Quite excitingly, one of my Twitter followers sent me a tip off recently! By no means exclusive to me, but still exciting to be pointed to some interesting material.
The background relates to Dave Hoskin, an Australian journalist and author of the forthcoming tome Chasing Shadows from Obverse Books which focuses on the infamous ‘Omnirumour.’ My source (a fellow Twitter traveller @ClassicDrWho) pointed me to an interview Dave gave with with 42 to Doomsday podcast, in which he spoke about the book. Dave has done his best to research exactly what went on during the whole process of Philip Morris hunting for lost Doctor Who and then finding The Enemy of the World and The Web of Fear. He promises that the forthcoming book will shed light on why the omnirumour exploded as it did, but also made the following highly interesting remark:
I also discovered that there is missing material waiting to be returned to the archives… but I’m afraid if you want to know the full story on that, you’ll have to buy the book. 😉 Yeah, shocking tease, I know.
First of all – let us allow ourselves to be excited. There’s more Doctor Who out there! Even if that’s just five minutes of The Space Pirates, that’s five minutes we currently don’t have, and maybe might get to enjoy in future. Secondly, let’s enjoy the fact that we may get to find out the full story of why the prints ended up where they did, and how Phil managed to track them down. Just by itself, this is a story worth hearing.
We do however have to ask the pertinent question: if there is indeed more material out there, why hasn’t it been released?
Readers of this blog will know I am a cautious chap (!) so I cautiously advance the following thoughts:
- We have known all along that Philip Morris might know where the prints are, but not necessarily be able to get access to them. The experience of Web of Fear 3 suggests there may be good reasons for caution from the recovery team until they actually have any prints locked securely where nobody can reach them.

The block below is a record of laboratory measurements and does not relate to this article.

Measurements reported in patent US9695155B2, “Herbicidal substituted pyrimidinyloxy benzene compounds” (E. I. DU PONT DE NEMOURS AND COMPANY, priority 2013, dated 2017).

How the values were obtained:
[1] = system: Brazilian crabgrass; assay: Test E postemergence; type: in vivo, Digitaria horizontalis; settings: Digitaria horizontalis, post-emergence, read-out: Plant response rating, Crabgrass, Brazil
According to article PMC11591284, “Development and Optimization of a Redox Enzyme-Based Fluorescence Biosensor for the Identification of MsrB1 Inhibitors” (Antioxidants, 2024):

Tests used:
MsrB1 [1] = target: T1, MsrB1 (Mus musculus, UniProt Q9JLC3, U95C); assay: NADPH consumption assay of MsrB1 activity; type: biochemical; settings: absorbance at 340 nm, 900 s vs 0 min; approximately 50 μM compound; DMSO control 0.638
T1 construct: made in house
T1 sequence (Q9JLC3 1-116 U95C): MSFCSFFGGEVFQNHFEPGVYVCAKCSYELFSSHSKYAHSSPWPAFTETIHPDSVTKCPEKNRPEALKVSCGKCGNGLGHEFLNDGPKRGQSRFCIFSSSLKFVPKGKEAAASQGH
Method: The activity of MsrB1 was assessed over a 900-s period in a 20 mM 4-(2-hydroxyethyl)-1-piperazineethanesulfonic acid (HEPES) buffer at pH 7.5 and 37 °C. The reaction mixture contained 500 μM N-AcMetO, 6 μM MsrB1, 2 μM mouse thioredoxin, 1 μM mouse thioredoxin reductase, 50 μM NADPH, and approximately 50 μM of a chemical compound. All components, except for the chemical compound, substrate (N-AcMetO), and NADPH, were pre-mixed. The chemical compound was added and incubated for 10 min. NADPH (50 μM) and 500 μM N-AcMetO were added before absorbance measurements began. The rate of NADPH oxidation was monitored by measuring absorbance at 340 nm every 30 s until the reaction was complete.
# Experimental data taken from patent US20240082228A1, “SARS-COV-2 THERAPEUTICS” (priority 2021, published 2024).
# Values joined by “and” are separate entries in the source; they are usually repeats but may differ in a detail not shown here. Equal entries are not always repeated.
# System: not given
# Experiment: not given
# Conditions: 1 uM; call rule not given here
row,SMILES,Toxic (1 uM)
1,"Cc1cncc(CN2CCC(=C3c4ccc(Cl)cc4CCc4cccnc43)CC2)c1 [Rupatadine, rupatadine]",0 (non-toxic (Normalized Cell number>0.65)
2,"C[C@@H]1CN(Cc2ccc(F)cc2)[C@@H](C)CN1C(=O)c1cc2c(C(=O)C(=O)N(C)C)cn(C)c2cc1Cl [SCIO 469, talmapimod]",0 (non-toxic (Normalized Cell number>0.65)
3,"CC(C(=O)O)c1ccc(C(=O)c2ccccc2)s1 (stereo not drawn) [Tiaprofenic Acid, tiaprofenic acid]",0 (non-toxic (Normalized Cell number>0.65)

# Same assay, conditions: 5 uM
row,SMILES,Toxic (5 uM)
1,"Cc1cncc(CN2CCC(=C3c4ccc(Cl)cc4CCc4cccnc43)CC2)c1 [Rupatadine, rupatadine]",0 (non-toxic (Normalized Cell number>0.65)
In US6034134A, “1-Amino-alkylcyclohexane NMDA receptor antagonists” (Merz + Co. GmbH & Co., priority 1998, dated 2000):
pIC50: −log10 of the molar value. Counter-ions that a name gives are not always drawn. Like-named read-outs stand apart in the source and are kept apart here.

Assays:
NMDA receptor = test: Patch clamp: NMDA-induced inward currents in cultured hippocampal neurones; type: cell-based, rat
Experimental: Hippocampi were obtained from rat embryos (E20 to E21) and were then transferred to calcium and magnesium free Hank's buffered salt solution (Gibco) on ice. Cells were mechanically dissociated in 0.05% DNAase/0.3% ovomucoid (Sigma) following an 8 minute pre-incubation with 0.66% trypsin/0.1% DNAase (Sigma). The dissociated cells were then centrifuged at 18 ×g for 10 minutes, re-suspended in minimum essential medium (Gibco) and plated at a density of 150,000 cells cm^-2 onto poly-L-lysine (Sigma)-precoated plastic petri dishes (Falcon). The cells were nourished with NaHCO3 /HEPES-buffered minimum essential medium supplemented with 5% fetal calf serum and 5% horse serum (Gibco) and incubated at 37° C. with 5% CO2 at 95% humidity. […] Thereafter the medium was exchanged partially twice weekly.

- Even if the prints are in hand, it is strongly rumoured that they may not be salvagable. The phrase ‘waiting to be returned to the archives’ does rather imply they are not in hand, but may be broad enough to mean that they are in hand, but are not considered ‘archived’ because they have not yet been salvaged.
- There may be all manner of complications. Whether this is the estates of older actors wanting a cut of the profit, Morris seeking appropriate recompense from Auntie Beeb, or any other kind of human ingenuity – we can but speculate!
- It adds more proof (alongside the weird non-denials of the BBC) to the suggestion that more is out there. While we can be dubious about the extent of the recovery, it seems beyond question that more material is out there.
In some regards this news doesn’t advance our speculations too much. I will however hazard one prediction – if more material does indeed exist (which now seems a given) and the BBC anticipate that they are able to release it (which their words strongly imply), it means that there must be at least one story either complete or nearly complete, and presumably viable enough that the BBC can speak of ‘hope’ rather than dismiss it out of hand. It suggests to me that there may well be one crucial barrier to release, but that things have the potential to move very quickly indeed if that barrier is overcome …